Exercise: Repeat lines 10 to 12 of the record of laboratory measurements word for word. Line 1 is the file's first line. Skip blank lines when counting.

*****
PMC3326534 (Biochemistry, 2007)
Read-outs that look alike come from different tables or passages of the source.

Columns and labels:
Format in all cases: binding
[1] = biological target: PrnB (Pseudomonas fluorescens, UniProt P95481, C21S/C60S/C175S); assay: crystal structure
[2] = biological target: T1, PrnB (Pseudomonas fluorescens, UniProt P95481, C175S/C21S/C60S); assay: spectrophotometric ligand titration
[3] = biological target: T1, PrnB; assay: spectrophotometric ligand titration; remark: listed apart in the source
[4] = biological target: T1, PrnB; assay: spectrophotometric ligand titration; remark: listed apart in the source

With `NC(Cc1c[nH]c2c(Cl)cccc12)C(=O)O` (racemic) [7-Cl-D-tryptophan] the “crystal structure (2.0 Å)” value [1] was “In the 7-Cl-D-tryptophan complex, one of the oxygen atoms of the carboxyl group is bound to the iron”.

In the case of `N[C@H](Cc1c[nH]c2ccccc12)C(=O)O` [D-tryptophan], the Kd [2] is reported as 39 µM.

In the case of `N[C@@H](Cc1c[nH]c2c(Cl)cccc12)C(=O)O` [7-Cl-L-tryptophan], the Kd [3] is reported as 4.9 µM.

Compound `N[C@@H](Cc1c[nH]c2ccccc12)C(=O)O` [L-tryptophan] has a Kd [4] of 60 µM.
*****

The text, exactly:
In the case of `N[C@H](Cc1c[nH]c2ccccc12)C(=O)O` [D-tryptophan], the Kd [2] is reported as 39 µM.

In the case of `N[C@@H](Cc1c[nH]c2c(Cl)cccc12)C(=O)O` [7-Cl-L-tryptophan], the Kd [3] is reported as 4.9 µM.

Compound `N[C@@H](Cc1c[nH]c2ccccc12)C(=O)O` [L-tryptophan] has a Kd [4] of 60 µM.